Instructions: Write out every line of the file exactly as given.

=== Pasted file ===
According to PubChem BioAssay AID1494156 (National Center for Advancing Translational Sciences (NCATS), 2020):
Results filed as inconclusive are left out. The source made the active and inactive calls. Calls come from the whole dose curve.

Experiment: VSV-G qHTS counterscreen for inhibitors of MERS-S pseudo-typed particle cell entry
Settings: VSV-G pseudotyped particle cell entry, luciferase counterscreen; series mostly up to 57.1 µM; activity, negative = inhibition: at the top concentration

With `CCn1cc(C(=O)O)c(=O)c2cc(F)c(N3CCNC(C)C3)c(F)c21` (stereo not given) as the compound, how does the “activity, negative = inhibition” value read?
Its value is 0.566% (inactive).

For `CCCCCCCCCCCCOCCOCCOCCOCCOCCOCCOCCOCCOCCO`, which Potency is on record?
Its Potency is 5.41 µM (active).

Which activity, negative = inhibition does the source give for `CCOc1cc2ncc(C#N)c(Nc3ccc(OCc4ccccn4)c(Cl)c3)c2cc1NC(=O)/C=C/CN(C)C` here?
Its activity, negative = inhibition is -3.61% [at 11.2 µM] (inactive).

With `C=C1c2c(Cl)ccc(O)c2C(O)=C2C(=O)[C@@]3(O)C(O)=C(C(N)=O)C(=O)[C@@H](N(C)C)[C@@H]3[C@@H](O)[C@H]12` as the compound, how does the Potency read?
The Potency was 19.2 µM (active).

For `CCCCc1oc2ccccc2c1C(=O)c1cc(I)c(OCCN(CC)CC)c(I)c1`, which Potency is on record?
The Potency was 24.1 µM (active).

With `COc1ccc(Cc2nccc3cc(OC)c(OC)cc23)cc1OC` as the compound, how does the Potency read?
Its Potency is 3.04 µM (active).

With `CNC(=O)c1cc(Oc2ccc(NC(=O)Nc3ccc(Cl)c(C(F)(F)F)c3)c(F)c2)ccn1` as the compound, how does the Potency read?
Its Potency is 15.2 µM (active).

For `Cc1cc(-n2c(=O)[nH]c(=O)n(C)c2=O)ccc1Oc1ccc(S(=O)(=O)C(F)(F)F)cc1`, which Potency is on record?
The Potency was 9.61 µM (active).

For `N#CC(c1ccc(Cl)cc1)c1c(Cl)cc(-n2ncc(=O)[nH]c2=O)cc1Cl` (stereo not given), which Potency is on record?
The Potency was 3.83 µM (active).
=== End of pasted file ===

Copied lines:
According to PubChem BioAssay AID1494156 (National Center for Advancing Translational Sciences (NCATS), 2020):
Results filed as inconclusive are left out. The source made the active and inactive calls. Calls come from the whole dose curve.

Experiment: VSV-G qHTS counterscreen for inhibitors of MERS-S pseudo-typed particle cell entry
Settings: VSV-G pseudotyped particle cell entry, luciferase counterscreen; series mostly up to 57.1 µM; activity, negative = inhibition: at the top concentration

With `CCn1cc(C(=O)O)c(=O)c2cc(F)c(N3CCNC(C)C3)c(F)c21` (stereo not given) as the compound, how does the “activity, negative = inhibition” value read?
Its value is 0.566% (inactive).

For `CCCCCCCCCCCCOCCOCCOCCOCCOCCOCCOCCOCCOCCO`, which Potency is on record?
Its Potency is 5.41 µM (active).

Which activity, negative = inhibition does the source give for `CCOc1cc2ncc(C#N)c(Nc3ccc(OCc4ccccn4)c(Cl)c3)c2cc1NC(=O)/C=C/CN(C)C` here?
Its activity, negative = inhibition is -3.61% [at 11.2 µM] (inactive).

With `C=C1c2c(Cl)ccc(O)c2C(O)=C2C(=O)[C@@]3(O)C(O)=C(C(N)=O)C(=O)[C@@H](N(C)C)[C@@H]3[C@@H](O)[C@H]12` as the compound, how does the Potency read?
The Potency was 19.2 µM (active).

For `CCCCc1oc2ccccc2c1C(=O)c1cc(I)c(OCCN(CC)CC)c(I)c1`, which Potency is on record?
The Potency was 24.1 µM (active).

With `COc1ccc(Cc2nccc3cc(OC)c(OC)cc23)cc1OC` as the compound, how does the Potency read?
Its Potency is 3.04 µM (active).

With `CNC(=O)c1cc(Oc2ccc(NC(=O)Nc3ccc(Cl)c(C(F)(F)F)c3)c(F)c2)ccn1` as the compound, how does the Potency read?
Its Potency is 15.2 µM (active).

For `Cc1cc(-n2c(=O)[nH]c(=O)n(C)c2=O)ccc1Oc1ccc(S(=O)(=O)C(F)(F)F)cc1`, which Potency is on record?
The Potency was 9.61 µM (active).

For `N#CC(c1ccc(Cl)cc1)c1c(Cl)cc(-n2ncc(=O)[nH]c2=O)cc1Cl` (stereo not given), which Potency is on record?
The Potency was 3.83 µM (active).